On a recent sunny afternoon, a cool breeze blew through the trees, picking up fall leaves and making them dance through the air. As leaves swirled, students in stunningly colorful outfits sang and clapped, encircling a magnificent oak tree in a vibrant ring of music and movement. UNC Charlotte dance and music students had traveled to Historic Rosedale, a former plantation in Charlotte, to perform African American Ring Shout, a tradition historically rooted in Africa and created by enslaved people in the Carolinas and Georgia. This powerful event, held on November 3, was the culmination of the students’ explorations in Associate Professor of Dance Tamara Williams’s class, "Ring Shout Dance Traditions," in collaboration with Dr. Sequina DuBose, Assistant Professor of Classical and Contemporary Voice.
Still practiced today, Ring Shout is the oldest African American performance tradition. An expression of religious fervor, cultural solidarity, and social resistance, its legacy includes a vast repertoire of Black American music and dance. In preparation for the program on November 3, students from both the music and dance departments studied Ring Shout past and present, learning symbolic movements, rhythms, spirituals, and freedom songs. Funded by the College of Arts + Architecture through a New South | Global South Project Grant, Williams (below, left) and DuBose (below, right) also led students through a collaborative educational experience focused on the historical, social, and political context of the “New South” ideology and how it determined socioeconomic structures for the Charlotte region and beyond.
In 2017, Williams developed the course "Reconstructing Ring Shout Traditions" to teach students Ring Shout movement vocabulary and its influence in American social and popular dances. In past years, students have traveled to South Carolina to study Ring Shout and Gullah culture and history and to perform on former plantations there.
This year, the primary partnership was with Historic Rosedale on North Tryon Street. Historic Rosedale, built in 1815, is a house and grounds where enslaved and free African Americans lived and worked on the land. In coordination with Rosedale’s newly established African American Legacy Project, the event on November 3 paid homage to the enslaved persons that labored the land. During this event the names of the Rosedale enslaved were read aloud and honored with a ceremonial water libation.
"We're honoring the people who worked on the land," said Williams. "It's a way to bring more awareness to the African American Legacy Project and the [Rosedale] site."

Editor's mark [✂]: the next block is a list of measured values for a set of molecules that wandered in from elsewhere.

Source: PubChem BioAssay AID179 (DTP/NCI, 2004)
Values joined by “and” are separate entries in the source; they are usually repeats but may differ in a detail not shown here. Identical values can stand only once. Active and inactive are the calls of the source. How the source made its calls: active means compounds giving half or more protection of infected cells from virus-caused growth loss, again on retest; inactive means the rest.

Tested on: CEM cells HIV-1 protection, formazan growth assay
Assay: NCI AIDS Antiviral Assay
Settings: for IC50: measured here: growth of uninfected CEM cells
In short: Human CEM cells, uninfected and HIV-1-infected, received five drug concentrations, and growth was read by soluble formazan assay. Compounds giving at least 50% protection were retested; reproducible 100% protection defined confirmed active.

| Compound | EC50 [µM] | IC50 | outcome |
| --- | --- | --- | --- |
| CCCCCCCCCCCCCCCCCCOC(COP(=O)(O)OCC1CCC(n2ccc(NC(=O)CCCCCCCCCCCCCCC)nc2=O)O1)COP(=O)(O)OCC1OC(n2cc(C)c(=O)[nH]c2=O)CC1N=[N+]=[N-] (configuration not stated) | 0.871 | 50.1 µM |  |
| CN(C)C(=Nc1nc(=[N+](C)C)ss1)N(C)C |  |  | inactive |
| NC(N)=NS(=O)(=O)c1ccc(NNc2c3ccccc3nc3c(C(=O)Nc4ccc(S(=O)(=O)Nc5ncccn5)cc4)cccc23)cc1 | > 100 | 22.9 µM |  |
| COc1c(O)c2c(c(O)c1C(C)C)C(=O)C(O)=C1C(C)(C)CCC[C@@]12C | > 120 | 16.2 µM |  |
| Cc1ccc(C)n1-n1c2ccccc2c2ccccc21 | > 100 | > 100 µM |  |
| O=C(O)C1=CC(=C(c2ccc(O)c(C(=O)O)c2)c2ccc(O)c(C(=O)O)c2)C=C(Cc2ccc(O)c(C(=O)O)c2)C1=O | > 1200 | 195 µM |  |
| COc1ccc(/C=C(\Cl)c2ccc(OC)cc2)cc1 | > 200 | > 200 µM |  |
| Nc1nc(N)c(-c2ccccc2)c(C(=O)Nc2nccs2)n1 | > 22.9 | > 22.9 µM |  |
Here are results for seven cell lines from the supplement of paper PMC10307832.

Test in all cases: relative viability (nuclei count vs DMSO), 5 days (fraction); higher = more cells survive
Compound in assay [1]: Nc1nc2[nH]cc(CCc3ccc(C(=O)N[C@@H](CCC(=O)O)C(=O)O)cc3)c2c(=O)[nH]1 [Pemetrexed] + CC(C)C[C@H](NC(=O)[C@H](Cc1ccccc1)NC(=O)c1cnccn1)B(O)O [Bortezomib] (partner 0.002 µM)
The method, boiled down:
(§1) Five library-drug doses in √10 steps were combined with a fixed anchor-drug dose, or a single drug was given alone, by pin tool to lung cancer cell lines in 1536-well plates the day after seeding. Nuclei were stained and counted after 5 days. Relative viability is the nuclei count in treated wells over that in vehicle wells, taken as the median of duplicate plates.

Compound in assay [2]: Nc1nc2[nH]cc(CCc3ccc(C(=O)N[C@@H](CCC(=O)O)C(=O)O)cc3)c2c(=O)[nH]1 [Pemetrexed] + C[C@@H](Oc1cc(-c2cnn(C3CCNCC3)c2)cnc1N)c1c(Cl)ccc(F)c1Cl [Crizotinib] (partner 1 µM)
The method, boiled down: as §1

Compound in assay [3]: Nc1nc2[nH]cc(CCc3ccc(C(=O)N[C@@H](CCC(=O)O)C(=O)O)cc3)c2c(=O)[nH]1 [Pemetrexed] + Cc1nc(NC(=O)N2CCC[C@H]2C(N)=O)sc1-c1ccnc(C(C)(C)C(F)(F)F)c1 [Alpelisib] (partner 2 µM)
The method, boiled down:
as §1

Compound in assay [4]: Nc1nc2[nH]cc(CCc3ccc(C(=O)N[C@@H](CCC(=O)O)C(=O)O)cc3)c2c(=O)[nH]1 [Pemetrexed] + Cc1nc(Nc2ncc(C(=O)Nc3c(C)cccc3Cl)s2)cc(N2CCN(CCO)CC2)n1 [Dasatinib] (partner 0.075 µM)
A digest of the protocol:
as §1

Earlier in the fall 2023 semester, the students toured Rosedale to better understand the lives of those who lived there. Touring the house and grounds beforehand gave the students a little insight into these people’s lives and why the Ring Shout tradition was so important.
“When I was initially approached to participate in the Ring Shout performance, I found myself hesitating,” said Ashlyn Clark, a junior voice major (pictured right). “Growing up as a biracial individual, I hadn't had the opportunity to fully immerse myself in the experiences of Black culture. Most of my time was spent with my mom's predominantly white side of the family. However, upon my arrival at UNC Charlotte, I was determined to change that and truly delve into the richness of Black culture.”
As a vocal performance major, Clark said she encountered significant challenges learning the Ring Shout dance.
“My previous dance experiences were primarily limited to high school musicals, and the intricate moves of Ring Shout posed a genuine struggle for me. Despite the initial difficulties, I am immensely thankful to Dr. DuBose and Professor Williams for entrusting me with the opportunity to partake in this captivating art form. Through this experience, I've had the privilege of meeting incredible artists who have further enriched my understanding of Black culture.”
Charity Williams, a senior dance major (pictured below in red skirt), said that even though the movement of Ring Shout is fast-paced, the performance of it brings her a special sense of peace and rootedness.
“Dancing on grounds that belong to ancestors, where energy is still stored and lively, is a rush. It’s amazing to be so connected. It’s very fulfilling!”
The nine student performers will also travel to Durham, North Carolina, to tour Historic Stagville, a former plantation in that part of the state, on December 1, with the hope of performing there in the near future.
Tamara Williams’s research centers around the systematic investigation and analysis of spiritual dances of the African Diaspora. In an effort to preserve the original movement and gestures of the Ring Shout tradition, Williams is reconstructing the earliest recorded dances of the Ring Shout, creating a formulated dance technique that highlights authentic movements of Ring Shout stemming from the Yoruba, Angola, and Akan cultures of West Africa. In her process, Williams analyzes the similarities in the West African ancestral dances and compares them to the movements performed in the Ring Shout by African Americans of the 17th and 18th centuries. Williams was recently awarded a Faculty Research Grant to go to Benin, Nigeria, to further her study of the direct cultural links of Ring Shout to practices in central and west Africa. Read more about her research in an article in Salvation South.
The final public performance of this semester’s Ring Shout program will take place on December 13 in Atkins Library for an Atkins Out Loud event.
“I aspire to honor our ancestors with my performance in Ring Shout,” said Clark, “and I hope that they would be proud of the dedication and passion we bring to this beautiful art form.”